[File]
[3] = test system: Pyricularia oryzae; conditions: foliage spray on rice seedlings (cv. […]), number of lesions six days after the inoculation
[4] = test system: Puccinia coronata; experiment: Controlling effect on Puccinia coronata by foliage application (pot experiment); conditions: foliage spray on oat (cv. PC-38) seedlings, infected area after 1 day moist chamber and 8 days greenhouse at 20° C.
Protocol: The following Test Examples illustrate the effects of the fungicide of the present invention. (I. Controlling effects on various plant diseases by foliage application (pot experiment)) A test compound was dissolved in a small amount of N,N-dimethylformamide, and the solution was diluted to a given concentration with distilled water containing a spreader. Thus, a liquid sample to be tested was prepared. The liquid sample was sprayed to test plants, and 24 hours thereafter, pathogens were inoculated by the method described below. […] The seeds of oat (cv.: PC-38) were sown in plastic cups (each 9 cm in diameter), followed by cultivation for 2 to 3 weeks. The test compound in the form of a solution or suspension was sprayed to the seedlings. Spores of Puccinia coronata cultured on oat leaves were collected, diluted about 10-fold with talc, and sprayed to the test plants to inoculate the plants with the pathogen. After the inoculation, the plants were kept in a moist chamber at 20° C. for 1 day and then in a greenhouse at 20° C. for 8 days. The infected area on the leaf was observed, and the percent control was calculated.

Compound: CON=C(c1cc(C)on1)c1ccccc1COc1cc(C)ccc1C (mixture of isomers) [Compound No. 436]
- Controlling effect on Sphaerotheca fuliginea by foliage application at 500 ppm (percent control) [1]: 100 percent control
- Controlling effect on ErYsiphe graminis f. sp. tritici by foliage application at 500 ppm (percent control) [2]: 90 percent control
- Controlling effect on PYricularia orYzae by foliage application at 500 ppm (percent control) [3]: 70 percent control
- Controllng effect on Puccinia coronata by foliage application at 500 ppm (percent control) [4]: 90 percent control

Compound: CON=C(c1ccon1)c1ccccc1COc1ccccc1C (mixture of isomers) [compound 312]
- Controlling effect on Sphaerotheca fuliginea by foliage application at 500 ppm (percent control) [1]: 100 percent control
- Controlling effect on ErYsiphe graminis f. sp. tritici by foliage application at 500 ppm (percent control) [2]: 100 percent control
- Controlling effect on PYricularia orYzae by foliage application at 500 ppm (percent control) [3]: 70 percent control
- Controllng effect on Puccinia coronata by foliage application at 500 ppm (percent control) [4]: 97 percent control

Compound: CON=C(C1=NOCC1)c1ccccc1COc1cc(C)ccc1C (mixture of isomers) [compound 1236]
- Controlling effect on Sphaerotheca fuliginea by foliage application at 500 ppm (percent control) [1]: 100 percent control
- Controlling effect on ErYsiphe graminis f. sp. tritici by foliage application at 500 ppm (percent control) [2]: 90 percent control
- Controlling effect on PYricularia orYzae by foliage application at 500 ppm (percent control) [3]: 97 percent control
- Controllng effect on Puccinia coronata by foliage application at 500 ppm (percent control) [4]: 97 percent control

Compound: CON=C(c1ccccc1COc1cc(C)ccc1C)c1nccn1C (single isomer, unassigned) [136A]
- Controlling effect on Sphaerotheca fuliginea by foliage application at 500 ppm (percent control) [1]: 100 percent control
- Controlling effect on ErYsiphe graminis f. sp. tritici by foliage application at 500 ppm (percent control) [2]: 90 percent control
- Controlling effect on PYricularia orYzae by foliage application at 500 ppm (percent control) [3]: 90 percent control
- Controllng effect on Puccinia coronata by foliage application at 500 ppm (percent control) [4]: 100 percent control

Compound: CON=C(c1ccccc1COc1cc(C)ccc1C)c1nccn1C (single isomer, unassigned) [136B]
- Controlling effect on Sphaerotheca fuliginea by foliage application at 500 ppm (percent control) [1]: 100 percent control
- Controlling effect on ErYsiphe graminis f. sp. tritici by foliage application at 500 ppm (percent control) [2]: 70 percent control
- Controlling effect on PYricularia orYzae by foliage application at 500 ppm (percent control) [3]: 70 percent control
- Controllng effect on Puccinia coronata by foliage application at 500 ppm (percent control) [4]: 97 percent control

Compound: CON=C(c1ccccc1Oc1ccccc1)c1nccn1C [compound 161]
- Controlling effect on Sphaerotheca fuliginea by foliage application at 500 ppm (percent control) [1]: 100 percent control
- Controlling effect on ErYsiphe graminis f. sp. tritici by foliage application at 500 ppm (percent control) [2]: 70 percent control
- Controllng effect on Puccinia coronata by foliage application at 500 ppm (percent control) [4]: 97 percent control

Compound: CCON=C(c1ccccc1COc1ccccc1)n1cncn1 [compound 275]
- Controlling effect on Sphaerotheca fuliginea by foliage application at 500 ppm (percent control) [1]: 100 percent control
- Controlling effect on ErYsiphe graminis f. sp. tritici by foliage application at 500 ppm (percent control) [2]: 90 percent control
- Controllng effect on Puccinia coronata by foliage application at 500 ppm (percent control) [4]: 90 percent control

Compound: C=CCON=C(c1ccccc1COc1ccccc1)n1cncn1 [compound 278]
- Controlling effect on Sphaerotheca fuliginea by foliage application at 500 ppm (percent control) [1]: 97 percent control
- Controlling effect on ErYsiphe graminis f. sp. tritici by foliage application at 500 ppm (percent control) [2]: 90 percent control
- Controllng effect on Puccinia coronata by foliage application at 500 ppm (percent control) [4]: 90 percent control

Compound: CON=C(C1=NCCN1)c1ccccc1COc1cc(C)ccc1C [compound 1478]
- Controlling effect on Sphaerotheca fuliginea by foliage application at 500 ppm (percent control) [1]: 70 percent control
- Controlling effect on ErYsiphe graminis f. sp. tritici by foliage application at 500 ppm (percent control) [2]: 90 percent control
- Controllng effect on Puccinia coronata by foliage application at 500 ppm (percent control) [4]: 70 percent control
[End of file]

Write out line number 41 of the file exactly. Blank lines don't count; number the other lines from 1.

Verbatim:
Compound: CON=C(C1=NCCN1)c1ccccc1COc1cc(C)ccc1C [compound 1478]